Did you hear the one about Landsat, Amazon Web Services and Esri?

It could be the start of a very geeky joke, but this is something that i discovered this week and thought i would share with you.

I have long been a fan of Landsat imagery. The data is distributed freely by the USGS and is often your only option for checking out temporal change without having to buy imagery.  Great stuff but i always found it difficult to actually find the right image and download it. The USGS seem to have multiple data stores and i invariably got the wrong one.  Often hunting around for ages to get into the right portal then faffing to select an image before being told i needed to log in. Arrrrrghhh! I can remember my user credentials!

So i was pleasantly surprised to read in a newsletter that Landsat 8 imagery was available in Amazon Web Services (AWS).  I initially thought "Great i can take the feed and pump it into ArcGIS for Desktop or ArcGIS Online" 

However, the AWS is just a catalog of images. Users must use the image filename to select the image they want and this unfortunately means deciphering the file naming convention. So if you have LC80390222013076EDC00 

L = Landsat
X = Sensor
S = Satellite
PPP = WRS path
RRR = WRS row
YYYY = Year
DDD = Julian day of year
GSI = Ground station identifier
VV = Archive version number

Not so easy. You would need to know which path and row your field site is in, then which day the satellite passed overhead.  

Luckily i discovered, or rather i re-discovered Esri's Unlock Earth's Secrets page which has recently had a refresh.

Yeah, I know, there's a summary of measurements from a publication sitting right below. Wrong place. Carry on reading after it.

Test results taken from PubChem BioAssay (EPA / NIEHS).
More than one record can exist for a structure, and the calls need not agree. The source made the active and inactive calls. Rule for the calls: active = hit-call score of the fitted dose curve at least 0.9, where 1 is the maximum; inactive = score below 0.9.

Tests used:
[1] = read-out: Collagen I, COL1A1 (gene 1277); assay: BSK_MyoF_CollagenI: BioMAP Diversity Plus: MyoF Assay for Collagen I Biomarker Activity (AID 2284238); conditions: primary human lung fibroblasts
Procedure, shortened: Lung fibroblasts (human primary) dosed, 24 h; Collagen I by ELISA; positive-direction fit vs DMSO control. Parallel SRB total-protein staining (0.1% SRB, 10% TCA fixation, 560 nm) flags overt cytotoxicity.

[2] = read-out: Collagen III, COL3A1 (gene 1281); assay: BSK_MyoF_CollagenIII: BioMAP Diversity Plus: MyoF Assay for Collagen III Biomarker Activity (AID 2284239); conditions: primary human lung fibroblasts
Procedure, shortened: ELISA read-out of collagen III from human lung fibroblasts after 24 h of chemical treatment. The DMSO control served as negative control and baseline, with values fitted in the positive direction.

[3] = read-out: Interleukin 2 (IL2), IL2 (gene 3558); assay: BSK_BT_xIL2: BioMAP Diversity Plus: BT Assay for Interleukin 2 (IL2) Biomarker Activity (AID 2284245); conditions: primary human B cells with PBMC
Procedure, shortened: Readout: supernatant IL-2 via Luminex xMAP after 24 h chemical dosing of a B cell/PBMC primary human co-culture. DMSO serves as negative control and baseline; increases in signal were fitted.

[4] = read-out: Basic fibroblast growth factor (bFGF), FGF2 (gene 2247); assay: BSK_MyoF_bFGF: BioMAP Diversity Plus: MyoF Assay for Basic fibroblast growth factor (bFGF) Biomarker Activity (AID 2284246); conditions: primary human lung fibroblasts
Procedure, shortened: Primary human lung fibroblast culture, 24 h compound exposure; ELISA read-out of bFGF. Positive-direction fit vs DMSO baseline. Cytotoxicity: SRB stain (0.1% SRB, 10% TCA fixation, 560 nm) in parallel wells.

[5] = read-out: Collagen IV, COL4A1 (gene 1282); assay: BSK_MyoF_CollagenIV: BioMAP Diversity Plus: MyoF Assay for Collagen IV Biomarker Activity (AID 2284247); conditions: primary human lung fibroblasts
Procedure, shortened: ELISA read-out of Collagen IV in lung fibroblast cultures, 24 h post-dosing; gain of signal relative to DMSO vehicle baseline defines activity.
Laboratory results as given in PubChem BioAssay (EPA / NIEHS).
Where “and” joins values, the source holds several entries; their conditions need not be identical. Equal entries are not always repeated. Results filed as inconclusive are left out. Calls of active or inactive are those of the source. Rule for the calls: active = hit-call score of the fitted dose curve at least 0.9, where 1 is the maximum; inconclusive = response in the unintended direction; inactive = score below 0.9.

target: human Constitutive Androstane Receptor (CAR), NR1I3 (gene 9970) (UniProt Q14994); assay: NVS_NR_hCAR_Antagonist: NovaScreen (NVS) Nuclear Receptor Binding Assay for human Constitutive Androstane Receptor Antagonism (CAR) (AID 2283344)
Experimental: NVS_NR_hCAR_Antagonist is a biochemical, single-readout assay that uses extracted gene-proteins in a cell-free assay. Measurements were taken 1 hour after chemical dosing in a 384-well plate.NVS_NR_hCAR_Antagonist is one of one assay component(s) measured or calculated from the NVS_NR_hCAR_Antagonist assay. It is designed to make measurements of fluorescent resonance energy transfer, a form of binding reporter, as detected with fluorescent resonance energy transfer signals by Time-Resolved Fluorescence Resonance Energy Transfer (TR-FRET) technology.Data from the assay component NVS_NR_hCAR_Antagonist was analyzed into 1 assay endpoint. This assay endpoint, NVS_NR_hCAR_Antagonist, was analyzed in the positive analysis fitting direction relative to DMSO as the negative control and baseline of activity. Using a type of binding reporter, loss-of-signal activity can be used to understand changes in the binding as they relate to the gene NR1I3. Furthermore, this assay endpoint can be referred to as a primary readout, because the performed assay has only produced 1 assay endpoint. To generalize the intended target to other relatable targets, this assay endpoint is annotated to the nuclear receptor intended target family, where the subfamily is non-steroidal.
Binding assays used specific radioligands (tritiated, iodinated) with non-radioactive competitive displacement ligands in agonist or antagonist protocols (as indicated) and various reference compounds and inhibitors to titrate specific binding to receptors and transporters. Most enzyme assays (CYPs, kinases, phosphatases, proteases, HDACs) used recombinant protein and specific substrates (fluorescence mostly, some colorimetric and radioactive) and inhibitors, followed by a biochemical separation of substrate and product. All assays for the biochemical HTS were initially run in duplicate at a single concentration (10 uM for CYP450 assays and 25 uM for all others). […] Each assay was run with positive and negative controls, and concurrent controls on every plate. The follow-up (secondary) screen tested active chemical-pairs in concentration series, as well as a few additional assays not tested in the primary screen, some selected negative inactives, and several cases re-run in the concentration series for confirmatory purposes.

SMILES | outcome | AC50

Scroll down to find out some of what is possible with Landsats multi-spectral sensor, or click the Try It Live button.  You should now see a Landsat Image and some environmental icons down the left hand side (see pic below)

You can now locate your filed site using the search function and then explore the different bands (different combinations of 3 bands will result in images adapted for detecting various environmental indicators).

But the really useful features in my opinion are:

  1. The Time Function - this allows you to step through the back catalog of images (it shows the most recent by default), to find an suitable image. I live in Scotland and this is really useful as many images are obscured by cloud (there is a cloud filter that helps!).
  2. The Information Function - once i have found a good image i can use the Info button to find out the file name. I can copy this and punch it into the AWS search to download the image

So if you are looking for Landsat images and want a short cut to find ing the best image, you should have a look at the Unlock Earth's Secrets page.  It's really good and the only thing i can think of that would improve it would be a "Get this image" button which linked users directly to the AWS page that serves the downloadable image.

Unlock Earth's Secrets - http://www.esri.com/landing-pages/software/landsat/unlock-earths-secrets